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Your Environment. Your Health.

CHEMOPREVENTION OF ENVIRONMENTAL UVB-INDUCED SKIN CANCER IN IMMUNOSUPPRESSED MICE

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Principal Investigator: Athar, Mohammad
Institute Receiving Award University Of Alabama At Birmingham
Location Birmingham, AL
Grant Number R01ES026219
Funding Organization National Institute of Environmental Health Sciences
Award Funding Period 01 Jul 2016 to 30 Jun 2021
DESCRIPTION (provided by applicant): Non-melanoma skin cancers (NMSCs), which include both basal cell (BCCs) and squamous cell carcinomas (SCCs), are the most common skin neoplasm. Environmental ultraviolet B (UVB) exposure is the main etiologic factor for these skin cancers. However, other environmental and genetic factors also affect their susceptibility. In organ transplant recipients (OTRs) the incidence of these cancers increases by 10 to 250 fold. In addition, these tumors become more aggressive/invasive and metastatic ultimately contributing to augmented morbidity and mortality in this already morbid population. These cancers in OTRs are not only originated from the carcinogenic exposure of the transplant recipient but may also be contributed by the donor organ. Circulating tumor cells have also been found in these patients. At present at least 500,000 OTRs are living in the USA and their number is growing every year. Skin cancer is the most frequently occurring neoplasm in this population. Therefore, prevention of skin cancer is desperately required in this population. Oral retinoid showed some success in this regard however, their administration cause severe toxicity particularly hyperlipidemia. Here at the University of Alabama at Birmingham, we have developed a relatively non-toxic retinoid without compromising its efficacy. UAB30, a 9-cis retinoic acid was found to be well-tolerated in humans and in experimental animals and showed no significant toxicity as compared to placebo group. We, therefore propose here to test the hypothesis that UAB30 may be highly effective in preventing BCCs and SCCs in chronically immuno-suppressed mice and acts by inducing DNA damage response (DDR) signaling besides activating RAR/RXR pathway. For this, we have developed novel genetically engineered Ptch1+/-/SKH-1 mice, which following chronic UVB irradiation, develop both BCCs and SCCs. We also have compelling preliminary data to support our hypothesis. Three specific aims are proposed. Specific Aim 1 will investigate the effects of UAB30 on development of BCCs/SCCs in chronically immuno-suppressed UVB-irradiated Ptch1+/-/SKH-1 mice. Specific Aim 2 will investigate the molecular mechanisms by which UAB30 mediates skin cancer prevention. In preliminary studies, we found that UAB30 induces DDR signaling. We will therefore assess whether these responses are identical in immuno-competent and immuno-suppressed animals. Specific Aim 3 will unravel the molecular basis for the pharmacological action of UAB30 in the experiment settings of normal and immuno- suppression using in vitro/in vivo approaches. We will study whether alterations fanconi anemia DNA damage repair pathway are important mechanistic component underlying efficacy of UAB30. In summary, studies proposed here will not only demonstrate the preclinical efficacy of UAB30 in chronically immuno-suppressed mice but will also address its molecular mechanism dependent/independent of RAR/RXR.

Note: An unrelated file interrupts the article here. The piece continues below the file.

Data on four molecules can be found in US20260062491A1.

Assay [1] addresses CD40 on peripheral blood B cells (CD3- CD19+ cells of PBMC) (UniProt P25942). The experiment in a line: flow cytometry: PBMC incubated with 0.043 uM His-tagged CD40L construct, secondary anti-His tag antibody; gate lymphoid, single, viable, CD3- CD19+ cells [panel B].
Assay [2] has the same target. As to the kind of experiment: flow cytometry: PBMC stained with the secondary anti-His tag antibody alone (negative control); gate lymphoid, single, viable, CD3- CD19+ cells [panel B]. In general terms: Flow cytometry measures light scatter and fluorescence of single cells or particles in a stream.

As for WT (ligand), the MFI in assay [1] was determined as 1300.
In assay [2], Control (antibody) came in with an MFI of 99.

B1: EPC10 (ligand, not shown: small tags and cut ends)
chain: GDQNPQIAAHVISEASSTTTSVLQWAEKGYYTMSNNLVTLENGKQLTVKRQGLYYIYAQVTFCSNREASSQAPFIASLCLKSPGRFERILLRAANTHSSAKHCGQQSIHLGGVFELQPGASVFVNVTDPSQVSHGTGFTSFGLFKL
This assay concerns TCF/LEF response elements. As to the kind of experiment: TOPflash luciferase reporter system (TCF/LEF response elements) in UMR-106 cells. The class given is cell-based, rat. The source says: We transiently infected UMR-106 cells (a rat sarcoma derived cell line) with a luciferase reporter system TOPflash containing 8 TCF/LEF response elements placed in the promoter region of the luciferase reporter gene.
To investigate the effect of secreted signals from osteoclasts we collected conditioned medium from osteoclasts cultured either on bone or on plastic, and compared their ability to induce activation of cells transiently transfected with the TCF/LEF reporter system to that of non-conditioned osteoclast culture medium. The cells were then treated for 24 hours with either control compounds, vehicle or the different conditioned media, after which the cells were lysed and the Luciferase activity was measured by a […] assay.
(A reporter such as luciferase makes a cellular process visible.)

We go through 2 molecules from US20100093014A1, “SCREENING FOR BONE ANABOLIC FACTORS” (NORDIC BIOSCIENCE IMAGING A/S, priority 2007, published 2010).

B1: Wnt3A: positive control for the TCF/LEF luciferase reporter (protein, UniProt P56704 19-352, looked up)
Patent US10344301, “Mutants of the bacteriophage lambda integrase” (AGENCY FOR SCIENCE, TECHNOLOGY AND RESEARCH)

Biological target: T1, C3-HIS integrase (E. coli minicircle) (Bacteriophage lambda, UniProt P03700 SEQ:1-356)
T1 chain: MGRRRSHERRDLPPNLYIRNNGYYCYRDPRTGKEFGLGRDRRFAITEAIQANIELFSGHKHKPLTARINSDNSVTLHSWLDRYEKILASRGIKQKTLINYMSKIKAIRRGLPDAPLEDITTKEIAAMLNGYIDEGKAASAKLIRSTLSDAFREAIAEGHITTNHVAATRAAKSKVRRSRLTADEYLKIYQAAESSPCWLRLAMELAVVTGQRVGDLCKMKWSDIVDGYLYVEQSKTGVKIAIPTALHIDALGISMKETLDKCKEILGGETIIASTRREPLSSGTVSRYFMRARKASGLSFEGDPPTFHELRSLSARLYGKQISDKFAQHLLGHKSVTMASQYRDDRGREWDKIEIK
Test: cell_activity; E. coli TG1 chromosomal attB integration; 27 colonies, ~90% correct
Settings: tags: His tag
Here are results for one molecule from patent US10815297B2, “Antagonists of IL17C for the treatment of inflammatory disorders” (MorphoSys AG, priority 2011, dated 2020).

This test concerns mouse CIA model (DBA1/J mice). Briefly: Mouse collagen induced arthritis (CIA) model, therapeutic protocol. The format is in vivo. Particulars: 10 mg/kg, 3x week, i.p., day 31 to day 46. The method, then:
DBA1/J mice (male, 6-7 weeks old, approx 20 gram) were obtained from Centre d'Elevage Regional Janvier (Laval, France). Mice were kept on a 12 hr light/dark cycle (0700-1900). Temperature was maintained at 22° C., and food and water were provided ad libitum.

Science Code(s)/Area of Science(s) Primary: 58 - Skin
Publications See publications associated with this Grant.
Program Officer Michael Humble
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